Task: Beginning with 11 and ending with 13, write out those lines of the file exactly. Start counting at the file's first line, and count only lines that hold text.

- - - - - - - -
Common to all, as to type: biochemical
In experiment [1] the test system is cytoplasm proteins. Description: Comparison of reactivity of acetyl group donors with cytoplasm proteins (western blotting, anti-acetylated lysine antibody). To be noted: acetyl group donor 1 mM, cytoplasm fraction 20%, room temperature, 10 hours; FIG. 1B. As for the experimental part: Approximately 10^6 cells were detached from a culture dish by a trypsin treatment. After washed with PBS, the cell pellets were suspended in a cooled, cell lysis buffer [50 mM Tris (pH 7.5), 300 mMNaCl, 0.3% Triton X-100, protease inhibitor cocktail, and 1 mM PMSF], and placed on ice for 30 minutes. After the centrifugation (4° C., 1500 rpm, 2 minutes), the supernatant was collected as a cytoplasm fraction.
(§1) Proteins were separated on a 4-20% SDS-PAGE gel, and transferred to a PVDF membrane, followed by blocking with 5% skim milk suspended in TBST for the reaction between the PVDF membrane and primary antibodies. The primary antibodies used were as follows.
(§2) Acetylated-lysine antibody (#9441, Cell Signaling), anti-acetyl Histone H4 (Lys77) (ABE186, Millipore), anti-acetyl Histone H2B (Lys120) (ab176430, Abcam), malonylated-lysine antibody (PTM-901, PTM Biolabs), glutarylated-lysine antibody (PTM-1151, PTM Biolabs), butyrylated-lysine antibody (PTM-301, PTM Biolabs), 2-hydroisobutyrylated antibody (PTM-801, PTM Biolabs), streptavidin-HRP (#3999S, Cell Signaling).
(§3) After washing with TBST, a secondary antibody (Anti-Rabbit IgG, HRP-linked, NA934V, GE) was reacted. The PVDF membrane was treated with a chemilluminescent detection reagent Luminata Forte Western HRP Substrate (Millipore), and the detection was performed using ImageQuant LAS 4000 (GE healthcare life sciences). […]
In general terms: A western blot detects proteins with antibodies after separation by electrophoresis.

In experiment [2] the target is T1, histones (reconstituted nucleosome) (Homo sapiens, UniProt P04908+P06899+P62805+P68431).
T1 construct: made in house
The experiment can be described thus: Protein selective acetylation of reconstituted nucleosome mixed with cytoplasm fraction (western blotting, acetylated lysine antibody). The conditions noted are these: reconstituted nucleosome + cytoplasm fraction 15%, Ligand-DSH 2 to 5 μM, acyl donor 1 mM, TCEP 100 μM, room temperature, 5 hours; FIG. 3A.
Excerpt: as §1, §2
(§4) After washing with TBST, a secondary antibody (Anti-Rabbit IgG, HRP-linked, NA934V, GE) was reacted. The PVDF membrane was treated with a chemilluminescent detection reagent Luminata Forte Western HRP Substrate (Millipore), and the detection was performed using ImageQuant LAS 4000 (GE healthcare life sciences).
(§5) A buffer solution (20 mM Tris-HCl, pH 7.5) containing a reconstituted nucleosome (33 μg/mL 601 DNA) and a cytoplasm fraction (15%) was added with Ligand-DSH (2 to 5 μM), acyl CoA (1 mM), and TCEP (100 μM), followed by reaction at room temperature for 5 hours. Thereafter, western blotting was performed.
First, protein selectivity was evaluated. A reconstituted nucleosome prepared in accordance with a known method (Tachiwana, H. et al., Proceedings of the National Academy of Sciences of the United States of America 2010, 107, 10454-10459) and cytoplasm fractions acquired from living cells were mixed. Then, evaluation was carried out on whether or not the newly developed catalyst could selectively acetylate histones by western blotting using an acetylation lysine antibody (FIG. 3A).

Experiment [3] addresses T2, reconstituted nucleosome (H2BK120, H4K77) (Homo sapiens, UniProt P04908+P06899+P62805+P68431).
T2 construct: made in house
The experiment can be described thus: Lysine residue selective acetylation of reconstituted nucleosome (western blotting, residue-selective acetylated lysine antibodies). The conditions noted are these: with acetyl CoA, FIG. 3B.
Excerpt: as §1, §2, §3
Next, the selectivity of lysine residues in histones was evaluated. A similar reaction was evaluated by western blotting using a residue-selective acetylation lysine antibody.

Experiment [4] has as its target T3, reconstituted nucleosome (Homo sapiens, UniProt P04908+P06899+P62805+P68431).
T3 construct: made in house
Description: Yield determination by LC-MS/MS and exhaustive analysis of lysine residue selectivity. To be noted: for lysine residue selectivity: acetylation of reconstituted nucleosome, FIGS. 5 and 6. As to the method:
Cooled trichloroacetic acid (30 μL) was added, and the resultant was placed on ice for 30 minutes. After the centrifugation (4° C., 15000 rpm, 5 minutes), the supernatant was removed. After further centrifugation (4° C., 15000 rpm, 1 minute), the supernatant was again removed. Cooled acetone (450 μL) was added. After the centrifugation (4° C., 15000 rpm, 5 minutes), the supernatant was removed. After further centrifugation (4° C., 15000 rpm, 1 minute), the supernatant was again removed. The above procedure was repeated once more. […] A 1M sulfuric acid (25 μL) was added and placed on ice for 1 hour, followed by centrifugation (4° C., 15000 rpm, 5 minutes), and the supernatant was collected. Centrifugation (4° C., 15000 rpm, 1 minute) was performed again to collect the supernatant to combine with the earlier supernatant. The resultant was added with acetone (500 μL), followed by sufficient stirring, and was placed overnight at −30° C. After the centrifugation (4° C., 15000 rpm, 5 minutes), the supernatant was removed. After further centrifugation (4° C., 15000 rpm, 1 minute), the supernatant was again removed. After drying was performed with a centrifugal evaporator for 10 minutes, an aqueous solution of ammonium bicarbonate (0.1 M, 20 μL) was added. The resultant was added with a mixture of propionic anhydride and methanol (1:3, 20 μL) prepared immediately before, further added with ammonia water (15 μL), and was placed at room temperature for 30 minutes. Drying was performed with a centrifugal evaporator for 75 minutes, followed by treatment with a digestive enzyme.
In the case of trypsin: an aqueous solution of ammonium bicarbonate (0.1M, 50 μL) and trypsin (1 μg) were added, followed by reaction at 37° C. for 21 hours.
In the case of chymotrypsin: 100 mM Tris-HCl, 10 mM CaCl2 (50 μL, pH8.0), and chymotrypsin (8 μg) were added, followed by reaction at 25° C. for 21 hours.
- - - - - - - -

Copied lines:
(§4) After washing with TBST, a secondary antibody (Anti-Rabbit IgG, HRP-linked, NA934V, GE) was reacted. The PVDF membrane was treated with a chemilluminescent detection reagent Luminata Forte Western HRP Substrate (Millipore), and the detection was performed using ImageQuant LAS 4000 (GE healthcare life sciences).
(§5) A buffer solution (20 mM Tris-HCl, pH 7.5) containing a reconstituted nucleosome (33 μg/mL 601 DNA) and a cytoplasm fraction (15%) was added with Ligand-DSH (2 to 5 μM), acyl CoA (1 mM), and TCEP (100 μM), followed by reaction at room temperature for 5 hours. Thereafter, western blotting was performed.
First, protein selectivity was evaluated. A reconstituted nucleosome prepared in accordance with a known method (Tachiwana, H. et al., Proceedings of the National Academy of Sciences of the United States of America 2010, 107, 10454-10459) and cytoplasm fractions acquired from living cells were mixed. Then, evaluation was carried out on whether or not the newly developed catalyst could selectively acetylate histones by western blotting using an acetylation lysine antibody (FIG. 3A).